A Treasury Department study last April found that the cutoff in Iranian oil exports "has not produced any shortage of crude" oil in the country.
The Treasury analysis, which is at odds with public statements by President Carter and former Energy Secretary James R. Schlesinger, was widely circulated among government agencies last spring.
Following critical comments from other agencies, including the Central Intelligence Agency, Office of Management and Budget, and the Energy Department, the detailed Treasury study was curtailed.
A copy of the Treasury report, "The Implications of the Iranian Crisis for the World Petroleum Situation," was obtained by the Washington Post under the Freedeom of Information Act.
The study said that "we have seen no evidence that accounts for the massive runup in refined oil products prices during the first quarter of the year, based on increases in crude oil prices during the same period.
Since December of last year, prices for petroleum products such as gasoline have risen by as much as 60 percent on world markets.
The report said, "A developing U.S. shortage in refined petroleum fuels, particularly unleaded gasolines, was not caused by Iran's crisis."
Rep. Benjamin Rosenthal, chairman of the House Commerce subcommittee on consumer and monetary affairs, has called on Treasury Secretary G. William Miller to find out "why the report has been suppressed and not made available to enforcement agencies, the Congress, and the public," according to a spokesman.
A letter from Treasury to The Post stressed that the 34 page report was a "draft" and at this point represented the view of the authors, Jay G. Polach and Cathryn Goddard, and not the Treasury.
The study argues that, as Iran's more than 5 million barrels of oil a day in exports were replaced by increased production from Africa, the North Sea and other producers, "the quality of available crude supply improved (rather than worsened) in terms of gasoline and mid-distillage yields." In effect, the study said, the output of refined products was enhanced.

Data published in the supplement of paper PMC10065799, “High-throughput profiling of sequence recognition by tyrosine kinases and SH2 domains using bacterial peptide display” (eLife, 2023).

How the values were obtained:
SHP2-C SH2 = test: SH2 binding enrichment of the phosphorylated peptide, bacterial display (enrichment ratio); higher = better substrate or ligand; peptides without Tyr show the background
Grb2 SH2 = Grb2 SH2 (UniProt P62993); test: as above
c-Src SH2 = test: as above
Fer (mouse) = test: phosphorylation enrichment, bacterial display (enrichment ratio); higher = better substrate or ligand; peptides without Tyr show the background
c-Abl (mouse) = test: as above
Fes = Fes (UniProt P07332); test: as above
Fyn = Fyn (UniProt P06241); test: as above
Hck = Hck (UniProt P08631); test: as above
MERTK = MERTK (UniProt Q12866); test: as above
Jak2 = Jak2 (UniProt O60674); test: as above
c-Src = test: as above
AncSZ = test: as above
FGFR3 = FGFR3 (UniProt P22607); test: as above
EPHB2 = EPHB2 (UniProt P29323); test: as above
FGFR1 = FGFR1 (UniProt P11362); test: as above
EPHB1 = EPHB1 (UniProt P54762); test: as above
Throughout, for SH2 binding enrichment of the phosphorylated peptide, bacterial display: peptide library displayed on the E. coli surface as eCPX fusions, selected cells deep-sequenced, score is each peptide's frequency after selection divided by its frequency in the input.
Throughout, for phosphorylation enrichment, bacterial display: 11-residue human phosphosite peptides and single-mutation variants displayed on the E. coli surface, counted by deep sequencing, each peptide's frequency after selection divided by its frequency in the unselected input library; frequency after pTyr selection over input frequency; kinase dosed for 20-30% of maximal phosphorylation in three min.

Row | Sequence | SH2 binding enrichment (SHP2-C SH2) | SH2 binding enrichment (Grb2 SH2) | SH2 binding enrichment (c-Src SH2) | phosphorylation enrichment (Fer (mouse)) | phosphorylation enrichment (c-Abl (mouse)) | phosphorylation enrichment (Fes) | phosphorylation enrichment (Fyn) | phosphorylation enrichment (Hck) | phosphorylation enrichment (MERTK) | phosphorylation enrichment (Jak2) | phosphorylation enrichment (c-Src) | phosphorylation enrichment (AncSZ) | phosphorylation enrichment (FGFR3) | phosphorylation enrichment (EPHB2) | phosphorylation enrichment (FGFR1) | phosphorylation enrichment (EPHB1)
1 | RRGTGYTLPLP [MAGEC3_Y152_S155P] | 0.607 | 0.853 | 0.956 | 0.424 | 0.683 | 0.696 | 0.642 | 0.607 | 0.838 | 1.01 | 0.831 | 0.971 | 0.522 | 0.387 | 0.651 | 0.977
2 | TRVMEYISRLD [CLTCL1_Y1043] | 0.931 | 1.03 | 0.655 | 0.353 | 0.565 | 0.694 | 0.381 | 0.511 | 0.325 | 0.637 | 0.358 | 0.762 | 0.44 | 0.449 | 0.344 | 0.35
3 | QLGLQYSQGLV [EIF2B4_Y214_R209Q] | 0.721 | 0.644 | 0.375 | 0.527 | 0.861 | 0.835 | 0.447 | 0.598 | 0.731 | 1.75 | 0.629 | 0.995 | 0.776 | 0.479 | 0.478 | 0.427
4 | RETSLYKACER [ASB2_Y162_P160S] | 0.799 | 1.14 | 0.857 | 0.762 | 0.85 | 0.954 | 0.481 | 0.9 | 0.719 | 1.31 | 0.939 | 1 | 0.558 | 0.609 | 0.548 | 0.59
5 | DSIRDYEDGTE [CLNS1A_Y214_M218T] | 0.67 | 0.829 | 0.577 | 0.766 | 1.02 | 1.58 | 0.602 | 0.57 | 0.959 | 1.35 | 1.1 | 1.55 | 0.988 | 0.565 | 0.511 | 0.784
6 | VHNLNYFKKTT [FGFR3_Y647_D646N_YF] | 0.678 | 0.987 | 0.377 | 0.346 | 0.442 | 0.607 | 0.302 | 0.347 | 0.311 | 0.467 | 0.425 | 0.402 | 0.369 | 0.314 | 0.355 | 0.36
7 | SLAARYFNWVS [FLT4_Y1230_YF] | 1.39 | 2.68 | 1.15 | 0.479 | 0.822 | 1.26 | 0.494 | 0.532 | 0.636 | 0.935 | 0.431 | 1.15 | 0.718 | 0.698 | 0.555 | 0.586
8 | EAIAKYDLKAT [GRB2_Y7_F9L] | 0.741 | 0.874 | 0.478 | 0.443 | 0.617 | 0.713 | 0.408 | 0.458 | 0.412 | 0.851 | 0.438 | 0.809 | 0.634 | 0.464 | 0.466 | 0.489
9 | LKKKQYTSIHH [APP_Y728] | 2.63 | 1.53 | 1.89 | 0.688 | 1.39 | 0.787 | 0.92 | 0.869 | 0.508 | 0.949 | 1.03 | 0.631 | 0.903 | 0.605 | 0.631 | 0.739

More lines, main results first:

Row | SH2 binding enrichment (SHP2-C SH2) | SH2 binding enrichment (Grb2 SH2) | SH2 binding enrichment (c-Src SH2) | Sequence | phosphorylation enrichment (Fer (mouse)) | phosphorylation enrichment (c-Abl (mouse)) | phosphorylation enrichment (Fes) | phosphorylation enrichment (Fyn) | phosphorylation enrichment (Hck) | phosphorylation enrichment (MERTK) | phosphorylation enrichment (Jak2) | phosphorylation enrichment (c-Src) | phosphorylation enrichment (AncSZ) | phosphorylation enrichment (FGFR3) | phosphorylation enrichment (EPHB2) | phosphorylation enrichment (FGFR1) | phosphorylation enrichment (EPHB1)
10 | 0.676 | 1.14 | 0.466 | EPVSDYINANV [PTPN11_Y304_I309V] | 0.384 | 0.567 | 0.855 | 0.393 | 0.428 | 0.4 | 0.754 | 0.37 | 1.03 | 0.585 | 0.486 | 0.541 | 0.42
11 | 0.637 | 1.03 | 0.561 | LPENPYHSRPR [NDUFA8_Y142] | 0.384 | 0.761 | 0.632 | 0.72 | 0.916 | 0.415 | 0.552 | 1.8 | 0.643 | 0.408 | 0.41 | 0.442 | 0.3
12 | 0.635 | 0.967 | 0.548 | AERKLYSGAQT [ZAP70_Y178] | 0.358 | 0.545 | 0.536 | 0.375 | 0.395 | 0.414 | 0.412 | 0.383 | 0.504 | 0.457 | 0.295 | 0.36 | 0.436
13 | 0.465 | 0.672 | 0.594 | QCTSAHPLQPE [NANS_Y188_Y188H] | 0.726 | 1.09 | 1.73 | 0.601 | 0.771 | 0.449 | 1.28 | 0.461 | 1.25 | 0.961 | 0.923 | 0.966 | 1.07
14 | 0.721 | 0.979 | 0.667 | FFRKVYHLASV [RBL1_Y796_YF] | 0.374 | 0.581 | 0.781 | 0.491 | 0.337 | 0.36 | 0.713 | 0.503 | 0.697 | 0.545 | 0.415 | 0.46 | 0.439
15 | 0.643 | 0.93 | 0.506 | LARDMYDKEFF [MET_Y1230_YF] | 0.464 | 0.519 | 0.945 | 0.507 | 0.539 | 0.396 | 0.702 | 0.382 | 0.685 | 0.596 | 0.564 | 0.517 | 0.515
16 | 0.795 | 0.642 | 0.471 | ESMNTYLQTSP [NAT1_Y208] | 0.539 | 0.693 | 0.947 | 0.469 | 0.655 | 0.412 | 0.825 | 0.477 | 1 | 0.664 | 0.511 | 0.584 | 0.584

The Treasury researchers argue that "as the quality of crude export streams has improved on the international market, a simple and mechanistic quantification -- on a barrel per barrel basis -- of the impact of the shortfall in Iran's crude exports is obviously misleading."
But at the time, Schlesinger and Carter repeatedly told Congress that as a result of the Iranian shortfall the U.S. was experiencing a nearly 800,000 barrel a day shortage, and the resulting shortage worldwide was from 1.6 to 2 million barrels a day.
Since the Treasury report was curtailed, the CIA and authoritative oil industry sources have said world oil production during the first half of 1979, despite Iran, was at record free-world levels, 5.8 percent higher than last year.
Officials in other cabinet agencies familiar with the study, who asked not to be identified, said it is not inconsistent with the administration's findings in many areas, and the Treasury analysis was reviewed as innovative.
The study recommended that "before a model of generalized and acute scarcity in petroleum supplies is adopted as a premise for U.S. international oil policy, more data should be sought from all parties."
In April, the study said, "available data do not support the claim that diminishing crude reserves are the basis of increasing" oil costs. Free world oil reserves were about 590 billion barrels in 1975, and now are listed in unclassified CIA reports as 592 billion, the study said.